Summer Solstice

6.21.07: Thoughts on the first day of summer


Last summer was hard.

Summer, 2006, kicked off with a Memorial Day weekend trip to the emergency room, after I'd started hemorrhaging blood. Earlier that same morning, my mother had called from Ohio with the news that my dear sister-in-law, Debbie, and my brother, Joey, were on their way to the hospital. Debbie was in labor'—about to deliver their first-born son. I told Will the happy news during our own unexpected ride to the hospital, and mentioned my fear that I would forever remember our nephew's birthday as the day that we lost our own baby.

As it turns out, our baby was alive and well. But Joey and Debbie went through an ordeal that no parent should ever have to endure. Their son, Ben, suffered a stroke, and was having multiple seizures, multiple times a day. The doctors couldn't seem to explain what was going on. No one could really say whether or not Ben would be OK. From 700 miles away, Will and I waited for news, and worried. Unable to be there, we could only imagine the hell that Joey and Debbie were going through as they kept a round-the-clock vigil over their baby in the NICU.

The day of Ben's birth, I laid on our couch in Boston and cried. I was worried. About Joey and Debbie. About their baby. About our own baby. It was like a giant black cloud had suddenly settled over our entire family. The fact that bad things can and do happen had really hit home.

For the rest of the summer, everything felt unsettled. I couldn't stop wrestling with all the what-if's. Unable to do anything else, my feelings of helplessness manifested in completely neurotic nesting. I compiled To-Do lists and presented them to Will each weekend. My oldest brother, John, came to visit and was promptly handed a paint brush. I made sure that every single baby item we needed was in place months before our due date. I was downright compulsive about creating an inviting, safe space for the baby I somehow knew, in my bones, was destined to come home from the hospital in our arms. And when he arrived, I wanted things to feel...settled.

A couple weeks after Ben's birth, Joey and Debbie were finally able to take him home from the hospital, with lingering questions about his well-being that only time would answer. This past Memorial Day weekend, my family celebrated his first birthday. He is a happy, healthy, one-year-old, basking in the presence of his doting parents.

Coming full circle

Summer, 2007, has been a long time coming. It's here. Officially. Today. And I am vowing to enjoy it. This summer, things are going to be different. I am ripping up the To-Do lists. We're hitting the beaches, going to the playground, spending time with our friends. I have big plans to lie on a blanket in the grass and watch the clouds drift by.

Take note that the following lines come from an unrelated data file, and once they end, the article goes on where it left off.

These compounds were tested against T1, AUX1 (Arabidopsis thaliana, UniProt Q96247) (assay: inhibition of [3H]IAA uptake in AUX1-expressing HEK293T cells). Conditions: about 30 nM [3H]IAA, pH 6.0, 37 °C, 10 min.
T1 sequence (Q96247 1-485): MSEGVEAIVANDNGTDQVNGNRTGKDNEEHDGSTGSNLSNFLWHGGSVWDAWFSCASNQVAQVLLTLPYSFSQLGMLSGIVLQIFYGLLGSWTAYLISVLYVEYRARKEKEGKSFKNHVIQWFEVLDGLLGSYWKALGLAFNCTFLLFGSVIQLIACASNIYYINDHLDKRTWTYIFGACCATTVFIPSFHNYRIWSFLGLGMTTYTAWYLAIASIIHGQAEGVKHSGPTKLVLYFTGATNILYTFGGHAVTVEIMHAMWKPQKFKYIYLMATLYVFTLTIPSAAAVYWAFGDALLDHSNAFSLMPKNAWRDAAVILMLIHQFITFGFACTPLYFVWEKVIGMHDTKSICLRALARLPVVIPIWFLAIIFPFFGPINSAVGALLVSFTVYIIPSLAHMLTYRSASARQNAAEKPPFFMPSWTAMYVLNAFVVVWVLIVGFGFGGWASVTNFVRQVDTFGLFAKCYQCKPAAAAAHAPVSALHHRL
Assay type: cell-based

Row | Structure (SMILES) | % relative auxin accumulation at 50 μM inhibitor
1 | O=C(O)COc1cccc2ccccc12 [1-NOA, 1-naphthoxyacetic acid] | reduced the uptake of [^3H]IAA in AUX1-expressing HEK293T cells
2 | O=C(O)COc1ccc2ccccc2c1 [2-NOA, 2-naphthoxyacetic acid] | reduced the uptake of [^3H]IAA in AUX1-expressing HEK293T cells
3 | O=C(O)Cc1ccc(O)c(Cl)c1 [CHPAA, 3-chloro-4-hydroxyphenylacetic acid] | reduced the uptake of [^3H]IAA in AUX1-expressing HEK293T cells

In that vein, I planned a Father's Day picnic at the beach last weekend to celebrate Will. The weather couldn't have been more perfect. But just as we set up our umbrella, laid down our towels, and sunblocked our babies, the biggest, blackest cloud floated directly over us, in an otherwise clear blue sky. We huddled under our umbrella as the sky opened up in a sudden, humid torrent of thunder, rain, and lightning. We tried to make the most of it, but eventually ended up packing up our stuff and heading home, hot and cranky. That night, when I called to wish my brother a Happy Father's Day, Debbie asked: "Did you guys have a good day?" "Not really," I moaned. "Did you?" "Not really," she sighed. And we both burst out laughing. Back in Ohio, Debbie was the one kicking off summer from the couch. Pregnant for the second time, she recently had complications that will keep her on bedrest for the remaining four months of her pregnancy.

It's as if we've come full-circle. And that's why, as I worry about my beautiful sister-in-law and her baby-to-be, I know that everything will be OK. That the clouds will eventually part. That she will bring her baby home from the hospital in her arms.

And now, because I can, I am making the most of these summer days. I took Julia and Charlie to the playground on a beautiful, breezy afternoon. As Charlie dozed in the stroller and Julia climbed into a swing, she asked: "Mama, will you push me as high as the wind?!" I pushed with all my might. And as I followed the arch of her body flying skyward, I noticed that there wasn't a cloud in sight. Julia leaned into the next push, tilting her head back and pointing her toes toward the trees, laughing. And as she sailed away from me, I felt the unmistakable rush of the wind at our backs.

Join's Managing Editor Dana Rousmaniere each week as she chronicles life with a new baby.

Read the next entry: 7.2.07: My Green Thumb